Some critics of our coverage during that time have focused blame on individual reporters. Our examination, however, indicates that the problem was more complicated. Editors at several levels who should have been challenging reporters and pressing for more skepticism were perhaps too intent on rushing scoops into the paper. Accounts of Iraqi defectors were not always weighed against their strong desire to have Saddam Hussein ousted. Articles based on dire claims about Iraq tended to get prominent display, while follow-up articles that called the original ones into question were sometimes buried. In some cases, there was no follow-up at all.

So because we failed to do our job, millions of lives were ruined, ISIS emerged out the resultant power vacuum and over $2 trillion in U.S. taxpayer money was squandered. Sorry everyone!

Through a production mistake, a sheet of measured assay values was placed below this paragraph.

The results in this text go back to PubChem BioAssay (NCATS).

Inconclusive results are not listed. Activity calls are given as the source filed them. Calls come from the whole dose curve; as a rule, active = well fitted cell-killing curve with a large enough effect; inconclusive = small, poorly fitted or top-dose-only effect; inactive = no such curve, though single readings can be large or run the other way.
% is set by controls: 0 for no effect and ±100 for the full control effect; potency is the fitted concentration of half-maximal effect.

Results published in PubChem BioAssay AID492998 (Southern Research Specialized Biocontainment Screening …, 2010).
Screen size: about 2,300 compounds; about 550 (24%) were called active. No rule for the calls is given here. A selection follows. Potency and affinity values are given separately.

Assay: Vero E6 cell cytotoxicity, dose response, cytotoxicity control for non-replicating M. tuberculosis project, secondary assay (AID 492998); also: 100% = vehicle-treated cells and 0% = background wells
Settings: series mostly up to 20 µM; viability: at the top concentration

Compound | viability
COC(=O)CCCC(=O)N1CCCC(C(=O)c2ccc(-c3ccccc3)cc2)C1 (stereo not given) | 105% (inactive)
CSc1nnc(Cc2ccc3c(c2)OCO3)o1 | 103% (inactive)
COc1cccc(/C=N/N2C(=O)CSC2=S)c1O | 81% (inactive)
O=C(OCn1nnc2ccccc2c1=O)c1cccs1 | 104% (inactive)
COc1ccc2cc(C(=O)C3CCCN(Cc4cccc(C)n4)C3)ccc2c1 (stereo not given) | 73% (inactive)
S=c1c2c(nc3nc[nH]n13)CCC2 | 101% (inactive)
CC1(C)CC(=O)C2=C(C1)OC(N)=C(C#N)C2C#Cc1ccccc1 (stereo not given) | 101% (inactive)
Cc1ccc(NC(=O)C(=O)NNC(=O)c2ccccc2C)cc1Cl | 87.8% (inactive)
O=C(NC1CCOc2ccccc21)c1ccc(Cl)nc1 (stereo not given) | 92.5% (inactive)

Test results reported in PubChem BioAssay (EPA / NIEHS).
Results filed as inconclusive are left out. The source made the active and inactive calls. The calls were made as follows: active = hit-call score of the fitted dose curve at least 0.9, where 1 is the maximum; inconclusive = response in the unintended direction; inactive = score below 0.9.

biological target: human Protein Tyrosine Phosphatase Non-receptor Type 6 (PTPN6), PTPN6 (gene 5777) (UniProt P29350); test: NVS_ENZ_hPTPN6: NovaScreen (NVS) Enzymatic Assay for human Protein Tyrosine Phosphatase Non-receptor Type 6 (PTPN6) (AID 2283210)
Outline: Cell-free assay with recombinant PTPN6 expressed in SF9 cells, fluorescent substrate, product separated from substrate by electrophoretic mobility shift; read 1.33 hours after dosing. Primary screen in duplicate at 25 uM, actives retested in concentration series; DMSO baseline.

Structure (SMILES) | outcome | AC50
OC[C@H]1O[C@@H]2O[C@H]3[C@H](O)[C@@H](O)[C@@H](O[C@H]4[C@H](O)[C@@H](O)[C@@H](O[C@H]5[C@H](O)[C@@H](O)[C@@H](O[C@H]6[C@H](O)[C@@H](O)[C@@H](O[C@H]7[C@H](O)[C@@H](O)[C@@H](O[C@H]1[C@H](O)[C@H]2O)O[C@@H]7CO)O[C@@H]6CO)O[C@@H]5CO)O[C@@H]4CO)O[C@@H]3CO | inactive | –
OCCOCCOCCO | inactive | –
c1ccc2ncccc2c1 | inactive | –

But look, we all make mistakes. Unfortunately, cheerleading a nation into a disastrous unprovoked war in the Middle East seems just slightly more damaging than asking questions about Hillary Clinton’s health. So what’s really going on?

I am of the opinion that the mainstream media is not freaking out about the popularity of Hillary’s health as a campaign issue just because they are biased in her favor (which they are). My contention is that this goes a lot deeper than that.

As I look at the landscape in 2016 to-date, I observe emergent signs that alternative media is finally beginning to take over from the legacy mainstream media when it comes to impact and influence. The mainstream media (unlike with John McCain in 2008), had decided that Hillary Clinton’s health was not an issue and chose not to pursue it. Many in the alternative media world took a different position, and due to mainstream media’s failure to inform the American public for decades, the alternative media drove that issue to the top of the news cycle. That’s power.